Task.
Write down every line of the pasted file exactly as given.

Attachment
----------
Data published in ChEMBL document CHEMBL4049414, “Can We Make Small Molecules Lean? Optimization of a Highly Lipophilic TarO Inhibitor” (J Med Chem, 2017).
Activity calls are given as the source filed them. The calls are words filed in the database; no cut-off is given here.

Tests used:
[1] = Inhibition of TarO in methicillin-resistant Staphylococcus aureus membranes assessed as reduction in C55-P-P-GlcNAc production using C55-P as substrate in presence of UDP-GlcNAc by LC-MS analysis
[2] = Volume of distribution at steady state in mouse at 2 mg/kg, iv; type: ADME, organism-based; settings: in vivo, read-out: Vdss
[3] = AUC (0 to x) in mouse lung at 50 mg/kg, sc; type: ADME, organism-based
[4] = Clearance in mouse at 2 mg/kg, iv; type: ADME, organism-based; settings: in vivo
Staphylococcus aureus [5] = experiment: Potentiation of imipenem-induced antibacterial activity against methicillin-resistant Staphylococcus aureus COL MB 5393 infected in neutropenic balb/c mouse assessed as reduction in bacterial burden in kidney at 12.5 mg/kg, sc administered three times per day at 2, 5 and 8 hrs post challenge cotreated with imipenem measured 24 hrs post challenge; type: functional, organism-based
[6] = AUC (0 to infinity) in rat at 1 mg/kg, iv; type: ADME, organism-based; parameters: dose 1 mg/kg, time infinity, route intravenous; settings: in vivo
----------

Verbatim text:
Data published in ChEMBL document CHEMBL4049414, “Can We Make Small Molecules Lean? Optimization of a Highly Lipophilic TarO Inhibitor” (J Med Chem, 2017).
Activity calls are given as the source filed them. The calls are words filed in the database; no cut-off is given here.

Tests used:
[1] = Inhibition of TarO in methicillin-resistant Staphylococcus aureus membranes assessed as reduction in C55-P-P-GlcNAc production using C55-P as substrate in presence of UDP-GlcNAc by LC-MS analysis
[2] = Volume of distribution at steady state in mouse at 2 mg/kg, iv; type: ADME, organism-based; settings: in vivo, read-out: Vdss
[3] = AUC (0 to x) in mouse lung at 50 mg/kg, sc; type: ADME, organism-based
[4] = Clearance in mouse at 2 mg/kg, iv; type: ADME, organism-based; settings: in vivo
Staphylococcus aureus [5] = experiment: Potentiation of imipenem-induced antibacterial activity against methicillin-resistant Staphylococcus aureus COL MB 5393 infected in neutropenic balb/c mouse assessed as reduction in bacterial burden in kidney at 12.5 mg/kg, sc administered three times per day at 2, 5 and 8 hrs post challenge cotreated with imipenem measured 24 hrs post challenge; type: functional, organism-based
[6] = AUC (0 to infinity) in rat at 1 mg/kg, iv; type: ADME, organism-based; parameters: dose 1 mg/kg, time infinity, route intravenous; settings: in vivo